I have had great luck with these. They're growing well and healthy! I only had room for two plants so I'm not overwhelmed by strawberries, but I have enough for it to be a fun addition to our "crops". I'm not sure if they're annuals in my zone or not, but hoping to see them again next year!
Berried Treasure® Pink Strawberry Fragaria ananassa
FeaturesI eat SUNLIGHT for breakfast.
Double the Delight! Why choose between growing flowers or fruit? This wonderful plant is both highly ornamental and it produces tasty fruit on ever-bearing plants. The semi-double flowers are gorgeous in their own right and lip-smacking sweet strawberry together all summer. It's a little like having your cake and eating it too. Planting in a container will show off the fruit to best effect, but it can also be grown in gardens. Short runners can develop over time, which may add a trailing element to the plant. These runners can be trimmed back, if you prefer to do so or can be left as is. The 12-16" tall, mounding plants are just the right size for your patio pots or hanging baskets. They will flower and produce fruit the season they are planted if you buy plants or start seeds indoors, which means the plant can be grown as an annual. However, they are also quite hardy and will be perennial in zones 4-9.EdibleContinuous Bloom or RebloomerDisease ResistantLong BloomingProduces BerriesHeat TolerantDeadheading Not NecessaryAttracts:Bees
CharacteristicsPlant Type:AnnualHeight Category:ShortGarden Height:12 - 16 InchesSpacing:6 - 12 InchesSpread:18 - 24 InchesFlower Colors:PinkFlower Shade:PinkFoliage Colors:GreenFoliage Shade:GreenHabit:MoundedContainer Role:Filler
Plant NeedsLight Requirement:Sun
The optimum amount of sun or shade each plant needs to thrive: Full Sun (6+ hours), Part Sun (4-6 hours), Full Shade (up to 4 hours).Maintenance Category:ModerateBloom Time:Planting To FrostHardiness Zones:4a, 4b, 5a, 5b, 6a, 6b, 7a, 7b, 8a, 8b, 9a, 9bWater Category:AverageSoil Fertility Requirement:Average SoilSoil Fertility Requirement:Fertile SoilUses:ContainerUses:Edging PlantUses:GroundcoverUses:LandscapeUses:Mass PlantingUses Notes:
Best used in containers including patio planters and hanging baskets, where the fruit can be shown off and easily picked. However, they also work well in gardens.Maintenance Notes:
To keep your Berried Treasure plant looking its best, the soil should be kept evenly moist and using a regular fertilization program will produce the most prolific berry crop.
Even if the plants are started by seed, they should set fruit in the first year and those purchased as plants in spring will certainly produce fruit in the first season.
Growing Berried Treasure from Seed:
If you are growing Berried Treasure from seed, starting the seeds indoors will give the plants a head start, which will result in ripe fruit earlier in the season.
Seed Prep - Strawberry seeds will germinate better if they are chilled in your freezer or refrigerator for 3-4 weeks prior to planting.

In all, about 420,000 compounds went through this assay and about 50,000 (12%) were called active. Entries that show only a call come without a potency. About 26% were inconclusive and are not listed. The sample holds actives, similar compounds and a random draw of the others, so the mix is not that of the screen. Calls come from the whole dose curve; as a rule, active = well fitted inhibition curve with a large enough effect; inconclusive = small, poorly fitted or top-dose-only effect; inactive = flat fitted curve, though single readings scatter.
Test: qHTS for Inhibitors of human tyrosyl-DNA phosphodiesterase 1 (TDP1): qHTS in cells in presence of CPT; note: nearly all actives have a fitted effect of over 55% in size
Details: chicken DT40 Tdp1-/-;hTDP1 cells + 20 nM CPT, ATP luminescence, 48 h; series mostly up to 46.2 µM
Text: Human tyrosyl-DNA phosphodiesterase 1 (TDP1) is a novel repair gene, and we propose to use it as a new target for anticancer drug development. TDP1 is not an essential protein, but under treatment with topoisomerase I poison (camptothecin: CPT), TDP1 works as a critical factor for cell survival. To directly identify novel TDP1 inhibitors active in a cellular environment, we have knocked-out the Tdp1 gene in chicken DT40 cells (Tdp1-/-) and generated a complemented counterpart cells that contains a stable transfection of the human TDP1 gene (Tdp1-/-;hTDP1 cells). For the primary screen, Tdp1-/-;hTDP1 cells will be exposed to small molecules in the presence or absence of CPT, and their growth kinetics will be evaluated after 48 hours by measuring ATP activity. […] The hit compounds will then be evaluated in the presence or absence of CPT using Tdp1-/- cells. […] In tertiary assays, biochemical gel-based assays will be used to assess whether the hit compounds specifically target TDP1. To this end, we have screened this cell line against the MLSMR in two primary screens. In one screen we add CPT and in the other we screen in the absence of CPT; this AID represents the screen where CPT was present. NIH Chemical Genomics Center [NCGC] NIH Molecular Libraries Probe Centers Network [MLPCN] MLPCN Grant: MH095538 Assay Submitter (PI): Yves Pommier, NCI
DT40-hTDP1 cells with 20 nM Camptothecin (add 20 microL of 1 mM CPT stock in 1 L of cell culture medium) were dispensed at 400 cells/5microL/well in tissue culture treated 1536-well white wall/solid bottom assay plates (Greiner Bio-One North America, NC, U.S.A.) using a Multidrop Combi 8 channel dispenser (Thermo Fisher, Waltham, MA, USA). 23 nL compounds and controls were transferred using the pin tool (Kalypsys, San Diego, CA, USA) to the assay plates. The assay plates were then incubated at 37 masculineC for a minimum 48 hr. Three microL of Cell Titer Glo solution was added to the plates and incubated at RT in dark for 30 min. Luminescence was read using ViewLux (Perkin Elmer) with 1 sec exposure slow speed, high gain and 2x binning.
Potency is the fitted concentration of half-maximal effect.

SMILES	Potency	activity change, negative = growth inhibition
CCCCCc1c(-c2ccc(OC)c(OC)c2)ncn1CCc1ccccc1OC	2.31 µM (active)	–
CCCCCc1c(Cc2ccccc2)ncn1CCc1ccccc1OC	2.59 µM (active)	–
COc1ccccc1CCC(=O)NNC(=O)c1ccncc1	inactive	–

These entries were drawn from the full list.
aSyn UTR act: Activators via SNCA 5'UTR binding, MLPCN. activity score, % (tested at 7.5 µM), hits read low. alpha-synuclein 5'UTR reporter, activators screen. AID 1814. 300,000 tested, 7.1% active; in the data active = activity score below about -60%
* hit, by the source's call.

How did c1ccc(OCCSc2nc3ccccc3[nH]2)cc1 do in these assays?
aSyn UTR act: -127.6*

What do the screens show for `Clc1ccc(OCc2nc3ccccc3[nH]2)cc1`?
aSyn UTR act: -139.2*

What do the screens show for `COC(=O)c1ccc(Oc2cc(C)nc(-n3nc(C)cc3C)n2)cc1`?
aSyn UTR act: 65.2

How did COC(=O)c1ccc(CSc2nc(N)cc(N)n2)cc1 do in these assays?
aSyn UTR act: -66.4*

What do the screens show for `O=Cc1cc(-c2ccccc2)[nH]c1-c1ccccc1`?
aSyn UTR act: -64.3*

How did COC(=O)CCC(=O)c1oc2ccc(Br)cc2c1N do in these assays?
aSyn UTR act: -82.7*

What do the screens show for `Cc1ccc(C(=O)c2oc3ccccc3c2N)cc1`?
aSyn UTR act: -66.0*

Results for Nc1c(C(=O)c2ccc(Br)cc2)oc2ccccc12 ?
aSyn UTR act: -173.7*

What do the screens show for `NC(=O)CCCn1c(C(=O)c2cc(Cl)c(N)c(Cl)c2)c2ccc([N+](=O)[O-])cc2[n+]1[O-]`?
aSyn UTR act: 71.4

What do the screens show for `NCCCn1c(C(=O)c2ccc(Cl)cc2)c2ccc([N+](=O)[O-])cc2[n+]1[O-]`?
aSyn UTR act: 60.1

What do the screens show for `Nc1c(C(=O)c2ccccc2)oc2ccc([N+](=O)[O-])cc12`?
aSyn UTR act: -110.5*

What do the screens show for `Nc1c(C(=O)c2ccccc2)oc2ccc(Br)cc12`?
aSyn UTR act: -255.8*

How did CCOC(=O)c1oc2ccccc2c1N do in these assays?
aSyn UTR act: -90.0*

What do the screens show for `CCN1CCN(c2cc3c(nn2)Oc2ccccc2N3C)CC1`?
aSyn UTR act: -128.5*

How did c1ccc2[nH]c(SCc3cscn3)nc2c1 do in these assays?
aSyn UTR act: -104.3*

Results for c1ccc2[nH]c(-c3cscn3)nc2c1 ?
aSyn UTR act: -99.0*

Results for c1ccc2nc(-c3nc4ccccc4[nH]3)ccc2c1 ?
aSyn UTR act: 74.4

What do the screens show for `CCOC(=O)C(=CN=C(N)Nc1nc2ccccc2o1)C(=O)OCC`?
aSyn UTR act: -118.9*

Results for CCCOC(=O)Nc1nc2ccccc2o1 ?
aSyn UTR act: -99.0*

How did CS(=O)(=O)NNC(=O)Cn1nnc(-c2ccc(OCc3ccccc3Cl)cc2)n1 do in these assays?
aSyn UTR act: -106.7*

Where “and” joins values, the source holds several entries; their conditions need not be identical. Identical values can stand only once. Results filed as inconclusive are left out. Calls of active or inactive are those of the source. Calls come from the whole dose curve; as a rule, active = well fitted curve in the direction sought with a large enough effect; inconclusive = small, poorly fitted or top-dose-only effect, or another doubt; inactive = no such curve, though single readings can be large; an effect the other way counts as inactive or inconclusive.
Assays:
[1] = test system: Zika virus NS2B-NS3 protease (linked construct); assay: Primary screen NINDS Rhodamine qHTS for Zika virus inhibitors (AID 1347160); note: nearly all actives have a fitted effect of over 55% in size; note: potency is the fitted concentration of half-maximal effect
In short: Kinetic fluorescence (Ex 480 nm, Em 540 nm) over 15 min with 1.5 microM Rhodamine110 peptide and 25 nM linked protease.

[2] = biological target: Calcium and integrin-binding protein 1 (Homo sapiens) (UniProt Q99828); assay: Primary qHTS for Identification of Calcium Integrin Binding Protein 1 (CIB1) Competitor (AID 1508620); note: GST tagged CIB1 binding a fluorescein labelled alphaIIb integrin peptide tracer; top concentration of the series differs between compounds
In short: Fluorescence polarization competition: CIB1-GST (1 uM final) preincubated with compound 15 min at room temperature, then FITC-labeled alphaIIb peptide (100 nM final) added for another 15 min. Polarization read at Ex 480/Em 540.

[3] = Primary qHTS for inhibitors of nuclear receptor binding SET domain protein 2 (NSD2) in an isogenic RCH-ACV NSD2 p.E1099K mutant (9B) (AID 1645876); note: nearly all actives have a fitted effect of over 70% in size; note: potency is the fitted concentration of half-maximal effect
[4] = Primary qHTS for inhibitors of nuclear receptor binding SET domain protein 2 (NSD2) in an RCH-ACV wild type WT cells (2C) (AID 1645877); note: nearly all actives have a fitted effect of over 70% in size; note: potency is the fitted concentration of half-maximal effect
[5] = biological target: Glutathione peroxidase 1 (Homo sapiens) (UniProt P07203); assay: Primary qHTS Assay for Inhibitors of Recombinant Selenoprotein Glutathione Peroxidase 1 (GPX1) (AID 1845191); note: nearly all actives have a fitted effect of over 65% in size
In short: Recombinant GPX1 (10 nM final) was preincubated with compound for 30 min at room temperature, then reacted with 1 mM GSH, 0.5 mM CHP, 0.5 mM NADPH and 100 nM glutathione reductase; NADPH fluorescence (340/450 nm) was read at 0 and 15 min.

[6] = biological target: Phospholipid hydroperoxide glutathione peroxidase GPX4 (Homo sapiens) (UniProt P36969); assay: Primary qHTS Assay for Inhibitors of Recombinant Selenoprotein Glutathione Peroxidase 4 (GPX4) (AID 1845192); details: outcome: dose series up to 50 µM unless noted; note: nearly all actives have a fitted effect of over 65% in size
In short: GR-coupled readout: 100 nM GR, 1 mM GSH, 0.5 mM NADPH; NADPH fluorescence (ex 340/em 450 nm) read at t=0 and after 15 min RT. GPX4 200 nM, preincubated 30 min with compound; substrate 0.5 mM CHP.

Planting - Once seeds have received their chill period, start them indoors 8 weeks before the last frost in your area. The seeds should germinate in about 2-3 weeks, but could take a little longer. Strawberry seeds are tiny and should be sown on the soil surface.
All of the Berried Treasure varieties perform similarly, however, there are some differences. White flowers are typical for strawberries and are therefore the easiest plants to develop, with pink not far behind. Red flowers, however, are a much more difficult color to develop. While all of the Berried Treasure plants grow well and set fruit prolifically, we have noted that Berried Treasure Red does tend to be slower to germinate. The key to successful germination is to keep the humidity high during the whole germination period. If you are growing all three colors, expect the red to take longer and be sure to keep the humidity high until all of the seedlings are growing well.
Thinning - If the seedlings are crowded, you may want to thin them to allow more robust growth of the remaining seedlings.
Transplant - Plant the seedlings outdoors about 3 weeks after the threat of frost is past. If you live where frost isn't a concern, that will be about 11 weeks after planting the seeds. Plant 3 or more seedlings per container, depending on container size. In the landscape, plants should be spaced 18-24" apart. Rows should be about 36" apart.
Grow your strawberries in at least 6 hours of direct sun a day. More sun is desirable and will help produce a bumper crop of fruit.
The plants should be kept evenly moist and fed regularly for the best results.
51413211Browse reviews from people who have grown this plant.
KC, New York, United States, 3 weeks ago
I ordered these seeds because I always see Laura planting them on Garden Answer and thought they'd be a delight for my kids. I can't find the plant starts in greenhouses in my area. I followed the directions to a T, but no germination on them. Everyone was so disappointed. The seeds are minuscule, and there's not enough in the packet to try again if it doesn't work out. I will give PW points on providing extra instructions for successful sowing, but it didn't work for us.Alyssa, Illinois, United States, 22 weeks ago
I ordered 4 plants last December and planted them in the spring in my Earth Box. Boy, did they take off. By June 24th, they were healthy and blooming. The first strawberries were quite small and eaten by the birds. By the time I put protection on, the plants had slowed down. I noticed over the next few weeks that some of the flowers just turned brown and didn't develop a berry. I did some trimming and reduced the number of flowers and the berries seemed healthier. The plants produced more runners that I had expected. Next year I am moving them to another container, a veg trug, so I can add better bird protection. They sure are worth it to me!Elaine Van Doren, Pennsylvania, United States, 1 year ago
- Take a BreakRecipe
What you'll need: